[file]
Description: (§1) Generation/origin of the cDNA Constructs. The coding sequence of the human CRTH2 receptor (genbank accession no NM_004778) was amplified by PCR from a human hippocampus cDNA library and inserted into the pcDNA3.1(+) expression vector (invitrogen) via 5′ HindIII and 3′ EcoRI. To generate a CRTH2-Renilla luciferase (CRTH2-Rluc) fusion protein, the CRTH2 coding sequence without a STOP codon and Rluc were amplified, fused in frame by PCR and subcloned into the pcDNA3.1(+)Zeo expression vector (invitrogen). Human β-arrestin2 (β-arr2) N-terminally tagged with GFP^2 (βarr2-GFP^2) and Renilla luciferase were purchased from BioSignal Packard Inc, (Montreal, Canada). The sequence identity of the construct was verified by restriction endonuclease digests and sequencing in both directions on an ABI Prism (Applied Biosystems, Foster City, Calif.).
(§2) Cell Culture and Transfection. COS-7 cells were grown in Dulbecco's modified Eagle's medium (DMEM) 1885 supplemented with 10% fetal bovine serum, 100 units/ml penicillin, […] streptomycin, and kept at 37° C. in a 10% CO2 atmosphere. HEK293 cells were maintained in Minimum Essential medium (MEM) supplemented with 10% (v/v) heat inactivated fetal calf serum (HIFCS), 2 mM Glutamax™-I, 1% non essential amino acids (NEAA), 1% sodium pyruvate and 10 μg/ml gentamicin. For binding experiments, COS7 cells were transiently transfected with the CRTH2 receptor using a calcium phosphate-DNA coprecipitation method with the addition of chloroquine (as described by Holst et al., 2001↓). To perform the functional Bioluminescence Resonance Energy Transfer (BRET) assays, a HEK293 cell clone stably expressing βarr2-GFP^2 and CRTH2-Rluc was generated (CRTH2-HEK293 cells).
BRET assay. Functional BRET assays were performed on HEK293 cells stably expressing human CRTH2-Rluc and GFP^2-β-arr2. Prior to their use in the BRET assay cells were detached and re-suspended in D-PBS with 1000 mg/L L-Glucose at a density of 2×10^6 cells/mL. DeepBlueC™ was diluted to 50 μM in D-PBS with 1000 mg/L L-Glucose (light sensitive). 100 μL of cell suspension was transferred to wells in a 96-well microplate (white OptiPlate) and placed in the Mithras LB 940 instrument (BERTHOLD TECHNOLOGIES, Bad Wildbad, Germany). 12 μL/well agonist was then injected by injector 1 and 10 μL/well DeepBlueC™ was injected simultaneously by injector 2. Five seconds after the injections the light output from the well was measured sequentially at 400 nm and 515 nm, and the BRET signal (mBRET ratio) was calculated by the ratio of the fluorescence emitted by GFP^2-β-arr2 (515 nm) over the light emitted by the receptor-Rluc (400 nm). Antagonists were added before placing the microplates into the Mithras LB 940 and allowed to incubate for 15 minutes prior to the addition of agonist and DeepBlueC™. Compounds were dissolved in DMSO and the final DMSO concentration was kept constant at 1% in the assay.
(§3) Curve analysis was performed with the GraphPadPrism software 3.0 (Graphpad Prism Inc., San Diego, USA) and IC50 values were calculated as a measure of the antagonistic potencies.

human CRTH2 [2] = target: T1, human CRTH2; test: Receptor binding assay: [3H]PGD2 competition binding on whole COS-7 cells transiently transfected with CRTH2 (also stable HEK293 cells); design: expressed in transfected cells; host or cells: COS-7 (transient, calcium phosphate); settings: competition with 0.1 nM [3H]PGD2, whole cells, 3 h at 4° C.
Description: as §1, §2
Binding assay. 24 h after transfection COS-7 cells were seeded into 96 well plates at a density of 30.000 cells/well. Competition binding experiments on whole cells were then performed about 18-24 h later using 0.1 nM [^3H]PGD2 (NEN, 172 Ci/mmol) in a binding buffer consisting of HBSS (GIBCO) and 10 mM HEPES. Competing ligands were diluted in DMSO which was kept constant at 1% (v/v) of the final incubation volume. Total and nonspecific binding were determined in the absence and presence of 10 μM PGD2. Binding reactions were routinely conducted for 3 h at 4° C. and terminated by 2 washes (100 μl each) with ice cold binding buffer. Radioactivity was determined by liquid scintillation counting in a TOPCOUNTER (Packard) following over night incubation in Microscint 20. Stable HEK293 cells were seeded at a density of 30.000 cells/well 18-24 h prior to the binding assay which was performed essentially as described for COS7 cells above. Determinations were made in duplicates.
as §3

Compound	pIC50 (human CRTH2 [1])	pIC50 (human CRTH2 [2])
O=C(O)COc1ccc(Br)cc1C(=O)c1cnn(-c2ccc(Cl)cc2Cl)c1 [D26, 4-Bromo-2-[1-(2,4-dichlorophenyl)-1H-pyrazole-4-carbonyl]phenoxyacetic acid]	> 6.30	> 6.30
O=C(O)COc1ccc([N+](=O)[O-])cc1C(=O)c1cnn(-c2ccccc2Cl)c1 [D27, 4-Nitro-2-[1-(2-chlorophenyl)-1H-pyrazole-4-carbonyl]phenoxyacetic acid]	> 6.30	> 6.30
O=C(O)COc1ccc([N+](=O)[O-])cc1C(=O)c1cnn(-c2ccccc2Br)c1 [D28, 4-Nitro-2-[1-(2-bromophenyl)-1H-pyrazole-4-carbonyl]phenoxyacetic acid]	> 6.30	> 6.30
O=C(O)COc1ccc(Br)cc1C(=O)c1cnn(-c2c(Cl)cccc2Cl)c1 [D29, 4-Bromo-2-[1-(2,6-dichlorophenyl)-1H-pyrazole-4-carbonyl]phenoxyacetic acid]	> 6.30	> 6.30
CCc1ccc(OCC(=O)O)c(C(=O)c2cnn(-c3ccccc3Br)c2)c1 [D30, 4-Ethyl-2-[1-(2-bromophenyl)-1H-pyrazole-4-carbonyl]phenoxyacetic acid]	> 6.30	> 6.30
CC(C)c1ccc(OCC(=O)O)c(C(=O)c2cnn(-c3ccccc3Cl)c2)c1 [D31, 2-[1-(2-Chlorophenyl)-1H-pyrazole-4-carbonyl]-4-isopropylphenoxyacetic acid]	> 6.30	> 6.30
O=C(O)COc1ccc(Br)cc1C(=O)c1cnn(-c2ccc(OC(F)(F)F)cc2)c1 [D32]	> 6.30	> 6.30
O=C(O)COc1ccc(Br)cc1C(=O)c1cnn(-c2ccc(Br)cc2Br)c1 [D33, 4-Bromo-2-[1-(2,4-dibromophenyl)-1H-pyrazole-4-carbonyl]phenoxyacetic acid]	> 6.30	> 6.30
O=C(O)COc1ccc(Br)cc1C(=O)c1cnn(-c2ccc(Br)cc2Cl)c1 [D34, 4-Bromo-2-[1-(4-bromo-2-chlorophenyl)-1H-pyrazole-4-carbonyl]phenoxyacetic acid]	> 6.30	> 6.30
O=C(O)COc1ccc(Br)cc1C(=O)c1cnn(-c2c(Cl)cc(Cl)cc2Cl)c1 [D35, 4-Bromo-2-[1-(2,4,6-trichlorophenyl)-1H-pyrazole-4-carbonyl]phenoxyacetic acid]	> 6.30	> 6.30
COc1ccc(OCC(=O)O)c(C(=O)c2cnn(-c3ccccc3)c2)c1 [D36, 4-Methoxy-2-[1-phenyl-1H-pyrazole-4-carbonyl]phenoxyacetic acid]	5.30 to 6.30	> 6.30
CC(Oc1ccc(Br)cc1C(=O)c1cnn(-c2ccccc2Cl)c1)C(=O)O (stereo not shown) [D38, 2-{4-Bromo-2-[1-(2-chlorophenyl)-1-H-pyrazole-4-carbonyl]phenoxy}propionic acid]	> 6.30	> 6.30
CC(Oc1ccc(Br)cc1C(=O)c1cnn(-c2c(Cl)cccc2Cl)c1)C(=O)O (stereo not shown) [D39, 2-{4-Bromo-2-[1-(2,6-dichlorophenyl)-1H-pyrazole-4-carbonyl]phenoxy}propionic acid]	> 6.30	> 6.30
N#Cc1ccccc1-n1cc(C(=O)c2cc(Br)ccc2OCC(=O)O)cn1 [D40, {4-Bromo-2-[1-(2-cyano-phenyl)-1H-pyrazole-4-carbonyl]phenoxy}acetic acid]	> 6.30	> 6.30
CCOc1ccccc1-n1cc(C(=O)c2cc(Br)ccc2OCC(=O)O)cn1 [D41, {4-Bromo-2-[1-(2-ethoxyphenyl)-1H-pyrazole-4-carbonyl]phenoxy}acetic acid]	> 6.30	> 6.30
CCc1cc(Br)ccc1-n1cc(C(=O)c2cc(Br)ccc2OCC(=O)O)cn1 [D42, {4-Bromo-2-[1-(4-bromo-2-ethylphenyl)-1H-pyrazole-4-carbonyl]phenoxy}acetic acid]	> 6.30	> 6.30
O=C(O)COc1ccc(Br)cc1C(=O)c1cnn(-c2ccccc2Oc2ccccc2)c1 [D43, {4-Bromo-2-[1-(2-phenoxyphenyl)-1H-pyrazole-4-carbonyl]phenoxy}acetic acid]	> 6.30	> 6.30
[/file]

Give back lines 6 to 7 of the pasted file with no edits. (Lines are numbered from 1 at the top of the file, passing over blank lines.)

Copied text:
Description: as §1, §2
Binding assay. 24 h after transfection COS-7 cells were seeded into 96 well plates at a density of 30.000 cells/well. Competition binding experiments on whole cells were then performed about 18-24 h later using 0.1 nM [^3H]PGD2 (NEN, 172 Ci/mmol) in a binding buffer consisting of HBSS (GIBCO) and 10 mM HEPES. Competing ligands were diluted in DMSO which was kept constant at 1% (v/v) of the final incubation volume. Total and nonspecific binding were determined in the absence and presence of 10 μM PGD2. Binding reactions were routinely conducted for 3 h at 4° C. and terminated by 2 washes (100 μl each) with ice cold binding buffer. Radioactivity was determined by liquid scintillation counting in a TOPCOUNTER (Packard) following over night incubation in Microscint 20. Stable HEK293 cells were seeded at a density of 30.000 cells/well 18-24 h prior to the binding assay which was performed essentially as described for COS7 cells above. Determinations were made in duplicates.